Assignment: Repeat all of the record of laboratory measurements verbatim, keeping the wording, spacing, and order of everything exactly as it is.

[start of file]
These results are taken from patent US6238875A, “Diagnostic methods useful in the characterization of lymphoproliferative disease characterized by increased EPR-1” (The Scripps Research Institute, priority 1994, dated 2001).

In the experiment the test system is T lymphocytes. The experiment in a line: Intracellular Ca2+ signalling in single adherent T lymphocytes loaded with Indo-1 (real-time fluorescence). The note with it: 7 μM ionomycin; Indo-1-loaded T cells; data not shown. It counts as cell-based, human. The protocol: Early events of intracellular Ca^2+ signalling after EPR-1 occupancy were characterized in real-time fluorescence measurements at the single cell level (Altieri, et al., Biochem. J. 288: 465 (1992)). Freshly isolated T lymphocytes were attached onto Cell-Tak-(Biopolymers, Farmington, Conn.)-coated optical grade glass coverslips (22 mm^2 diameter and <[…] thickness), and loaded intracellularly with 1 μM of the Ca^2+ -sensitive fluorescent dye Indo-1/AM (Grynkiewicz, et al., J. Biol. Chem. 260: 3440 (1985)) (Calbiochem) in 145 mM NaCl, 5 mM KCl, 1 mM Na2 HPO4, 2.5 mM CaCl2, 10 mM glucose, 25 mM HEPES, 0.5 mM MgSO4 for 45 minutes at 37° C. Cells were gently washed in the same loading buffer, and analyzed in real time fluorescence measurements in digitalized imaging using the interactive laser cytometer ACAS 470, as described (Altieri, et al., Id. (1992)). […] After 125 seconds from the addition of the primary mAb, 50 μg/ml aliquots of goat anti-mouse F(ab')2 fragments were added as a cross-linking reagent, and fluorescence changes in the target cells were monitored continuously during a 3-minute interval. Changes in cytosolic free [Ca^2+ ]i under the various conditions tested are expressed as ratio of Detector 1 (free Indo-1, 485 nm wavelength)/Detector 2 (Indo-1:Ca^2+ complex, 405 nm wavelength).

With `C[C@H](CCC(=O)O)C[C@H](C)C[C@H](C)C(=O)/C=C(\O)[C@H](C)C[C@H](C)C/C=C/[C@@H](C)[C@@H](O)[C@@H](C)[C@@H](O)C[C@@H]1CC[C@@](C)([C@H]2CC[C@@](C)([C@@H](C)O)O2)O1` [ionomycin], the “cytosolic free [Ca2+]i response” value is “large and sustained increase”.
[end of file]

These results are taken from patent US6238875A, “Diagnostic methods useful in the characterization of lymphoproliferative disease characterized by increased EPR-1” (The Scripps Research Institute, priority 1994, dated 2001).

In the experiment the test system is T lymphocytes. The experiment in a line: Intracellular Ca2+ signalling in single adherent T lymphocytes loaded with Indo-1 (real-time fluorescence). The note with it: 7 μM ionomycin; Indo-1-loaded T cells; data not shown. It counts as cell-based, human. The protocol: Early events of intracellular Ca^2+ signalling after EPR-1 occupancy were characterized in real-time fluorescence measurements at the single cell level (Altieri, et al., Biochem. J. 288: 465 (1992)). Freshly isolated T lymphocytes were attached onto Cell-Tak-(Biopolymers, Farmington, Conn.)-coated optical grade glass coverslips (22 mm^2 diameter and <[…] thickness), and loaded intracellularly with 1 μM of the Ca^2+ -sensitive fluorescent dye Indo-1/AM (Grynkiewicz, et al., J. Biol. Chem. 260: 3440 (1985)) (Calbiochem) in 145 mM NaCl, 5 mM KCl, 1 mM Na2 HPO4, 2.5 mM CaCl2, 10 mM glucose, 25 mM HEPES, 0.5 mM MgSO4 for 45 minutes at 37° C. Cells were gently washed in the same loading buffer, and analyzed in real time fluorescence measurements in digitalized imaging using the interactive laser cytometer ACAS 470, as described (Altieri, et al., Id. (1992)). […] After 125 seconds from the addition of the primary mAb, 50 μg/ml aliquots of goat anti-mouse F(ab')2 fragments were added as a cross-linking reagent, and fluorescence changes in the target cells were monitored continuously during a 3-minute interval. Changes in cytosolic free [Ca^2+ ]i under the various conditions tested are expressed as ratio of Detector 1 (free Indo-1, 485 nm wavelength)/Detector 2 (Indo-1:Ca^2+ complex, 405 nm wavelength).

With `C[C@H](CCC(=O)O)C[C@H](C)C[C@H](C)C(=O)/C=C(\O)[C@H](C)C[C@H](C)C/C=C/[C@@H](C)[C@@H](O)[C@@H](C)[C@@H](O)C[C@@H]1CC[C@@](C)([C@H]2CC[C@@](C)([C@@H](C)O)O2)O1` [ionomycin], the “cytosolic free [Ca2+]i response” value is “large and sustained increase”.